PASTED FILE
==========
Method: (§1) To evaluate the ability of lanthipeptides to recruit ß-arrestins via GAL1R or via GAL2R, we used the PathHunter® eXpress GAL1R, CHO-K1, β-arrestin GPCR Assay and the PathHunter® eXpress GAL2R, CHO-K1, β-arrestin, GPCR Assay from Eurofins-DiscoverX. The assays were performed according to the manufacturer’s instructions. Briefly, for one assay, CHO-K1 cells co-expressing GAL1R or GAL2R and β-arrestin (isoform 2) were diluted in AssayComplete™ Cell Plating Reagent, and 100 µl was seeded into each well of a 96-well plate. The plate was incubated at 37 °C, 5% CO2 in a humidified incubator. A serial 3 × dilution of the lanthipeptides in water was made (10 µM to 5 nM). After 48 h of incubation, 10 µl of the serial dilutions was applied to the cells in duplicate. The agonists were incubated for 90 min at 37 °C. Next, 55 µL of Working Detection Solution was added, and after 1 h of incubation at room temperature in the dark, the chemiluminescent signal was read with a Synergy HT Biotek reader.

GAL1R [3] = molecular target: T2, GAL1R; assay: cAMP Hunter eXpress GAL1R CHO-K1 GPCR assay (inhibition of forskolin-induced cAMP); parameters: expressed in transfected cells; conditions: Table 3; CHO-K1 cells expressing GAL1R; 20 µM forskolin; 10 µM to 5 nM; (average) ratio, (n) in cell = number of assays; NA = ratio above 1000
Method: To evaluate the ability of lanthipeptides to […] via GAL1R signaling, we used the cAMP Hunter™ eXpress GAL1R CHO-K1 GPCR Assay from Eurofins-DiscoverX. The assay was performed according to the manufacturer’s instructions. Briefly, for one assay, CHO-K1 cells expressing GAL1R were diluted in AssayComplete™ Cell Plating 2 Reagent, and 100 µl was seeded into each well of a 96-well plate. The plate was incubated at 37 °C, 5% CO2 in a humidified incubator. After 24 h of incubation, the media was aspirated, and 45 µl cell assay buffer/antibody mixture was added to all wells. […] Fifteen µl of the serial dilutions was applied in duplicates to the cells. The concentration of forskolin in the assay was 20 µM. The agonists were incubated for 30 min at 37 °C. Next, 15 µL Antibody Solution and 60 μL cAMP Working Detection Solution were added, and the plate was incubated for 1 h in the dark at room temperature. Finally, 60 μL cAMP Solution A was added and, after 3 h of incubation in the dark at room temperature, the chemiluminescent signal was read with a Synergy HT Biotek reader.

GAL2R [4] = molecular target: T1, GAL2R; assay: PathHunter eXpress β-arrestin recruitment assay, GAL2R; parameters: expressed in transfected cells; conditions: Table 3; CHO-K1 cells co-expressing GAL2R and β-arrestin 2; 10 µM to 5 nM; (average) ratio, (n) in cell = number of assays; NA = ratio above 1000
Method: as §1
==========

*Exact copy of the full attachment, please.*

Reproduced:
Method: (§1) To evaluate the ability of lanthipeptides to recruit ß-arrestins via GAL1R or via GAL2R, we used the PathHunter® eXpress GAL1R, CHO-K1, β-arrestin GPCR Assay and the PathHunter® eXpress GAL2R, CHO-K1, β-arrestin, GPCR Assay from Eurofins-DiscoverX. The assays were performed according to the manufacturer’s instructions. Briefly, for one assay, CHO-K1 cells co-expressing GAL1R or GAL2R and β-arrestin (isoform 2) were diluted in AssayComplete™ Cell Plating Reagent, and 100 µl was seeded into each well of a 96-well plate. The plate was incubated at 37 °C, 5% CO2 in a humidified incubator. A serial 3 × dilution of the lanthipeptides in water was made (10 µM to 5 nM). After 48 h of incubation, 10 µl of the serial dilutions was applied to the cells in duplicate. The agonists were incubated for 90 min at 37 °C. Next, 55 µL of Working Detection Solution was added, and after 1 h of incubation at room temperature in the dark, the chemiluminescent signal was read with a Synergy HT Biotek reader.

GAL1R [3] = molecular target: T2, GAL1R; assay: cAMP Hunter eXpress GAL1R CHO-K1 GPCR assay (inhibition of forskolin-induced cAMP); parameters: expressed in transfected cells; conditions: Table 3; CHO-K1 cells expressing GAL1R; 20 µM forskolin; 10 µM to 5 nM; (average) ratio, (n) in cell = number of assays; NA = ratio above 1000
Method: To evaluate the ability of lanthipeptides to […] via GAL1R signaling, we used the cAMP Hunter™ eXpress GAL1R CHO-K1 GPCR Assay from Eurofins-DiscoverX. The assay was performed according to the manufacturer’s instructions. Briefly, for one assay, CHO-K1 cells expressing GAL1R were diluted in AssayComplete™ Cell Plating 2 Reagent, and 100 µl was seeded into each well of a 96-well plate. The plate was incubated at 37 °C, 5% CO2 in a humidified incubator. After 24 h of incubation, the media was aspirated, and 45 µl cell assay buffer/antibody mixture was added to all wells. […] Fifteen µl of the serial dilutions was applied in duplicates to the cells. The concentration of forskolin in the assay was 20 µM. The agonists were incubated for 30 min at 37 °C. Next, 15 µL Antibody Solution and 60 μL cAMP Working Detection Solution were added, and the plate was incubated for 1 h in the dark at room temperature. Finally, 60 μL cAMP Solution A was added and, after 3 h of incubation in the dark at room temperature, the chemiluminescent signal was read with a Synergy HT Biotek reader.

GAL2R [4] = molecular target: T1, GAL2R; assay: PathHunter eXpress β-arrestin recruitment assay, GAL2R; parameters: expressed in transfected cells; conditions: Table 3; CHO-K1 cells co-expressing GAL2R and β-arrestin 2; 10 µM to 5 nM; (average) ratio, (n) in cell = number of assays; NA = ratio above 1000
Method: as §1